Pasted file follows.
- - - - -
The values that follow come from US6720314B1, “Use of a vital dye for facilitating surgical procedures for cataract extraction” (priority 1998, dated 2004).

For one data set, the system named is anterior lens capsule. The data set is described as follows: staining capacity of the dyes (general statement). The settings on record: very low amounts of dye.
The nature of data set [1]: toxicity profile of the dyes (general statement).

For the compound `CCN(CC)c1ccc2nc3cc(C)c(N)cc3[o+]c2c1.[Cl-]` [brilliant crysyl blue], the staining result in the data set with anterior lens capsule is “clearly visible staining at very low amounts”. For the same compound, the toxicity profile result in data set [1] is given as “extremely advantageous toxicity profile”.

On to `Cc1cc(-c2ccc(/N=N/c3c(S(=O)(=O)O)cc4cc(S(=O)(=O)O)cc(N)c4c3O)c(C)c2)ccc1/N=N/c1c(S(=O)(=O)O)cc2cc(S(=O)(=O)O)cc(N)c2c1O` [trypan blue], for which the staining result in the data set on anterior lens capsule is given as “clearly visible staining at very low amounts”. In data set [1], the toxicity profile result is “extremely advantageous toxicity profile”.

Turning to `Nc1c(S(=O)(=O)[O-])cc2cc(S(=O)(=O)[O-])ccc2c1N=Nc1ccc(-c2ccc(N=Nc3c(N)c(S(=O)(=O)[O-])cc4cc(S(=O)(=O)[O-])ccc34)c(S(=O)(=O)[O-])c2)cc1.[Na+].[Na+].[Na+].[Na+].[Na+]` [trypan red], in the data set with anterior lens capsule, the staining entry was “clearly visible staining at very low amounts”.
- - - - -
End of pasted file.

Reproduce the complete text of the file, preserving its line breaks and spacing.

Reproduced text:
The values that follow come from US6720314B1, “Use of a vital dye for facilitating surgical procedures for cataract extraction” (priority 1998, dated 2004).

For one data set, the system named is anterior lens capsule. The data set is described as follows: staining capacity of the dyes (general statement). The settings on record: very low amounts of dye.
The nature of data set [1]: toxicity profile of the dyes (general statement).

For the compound `CCN(CC)c1ccc2nc3cc(C)c(N)cc3[o+]c2c1.[Cl-]` [brilliant crysyl blue], the staining result in the data set with anterior lens capsule is “clearly visible staining at very low amounts”. For the same compound, the toxicity profile result in data set [1] is given as “extremely advantageous toxicity profile”.

On to `Cc1cc(-c2ccc(/N=N/c3c(S(=O)(=O)O)cc4cc(S(=O)(=O)O)cc(N)c4c3O)c(C)c2)ccc1/N=N/c1c(S(=O)(=O)O)cc2cc(S(=O)(=O)O)cc(N)c2c1O` [trypan blue], for which the staining result in the data set on anterior lens capsule is given as “clearly visible staining at very low amounts”. In data set [1], the toxicity profile result is “extremely advantageous toxicity profile”.

Turning to `Nc1c(S(=O)(=O)[O-])cc2cc(S(=O)(=O)[O-])ccc2c1N=Nc1ccc(-c2ccc(N=Nc3c(N)c(S(=O)(=O)[O-])cc4cc(S(=O)(=O)[O-])ccc34)c(S(=O)(=O)[O-])c2)cc1.[Na+].[Na+].[Na+].[Na+].[Na+]` [trypan red], in the data set with anterior lens capsule, the staining entry was “clearly visible staining at very low amounts”.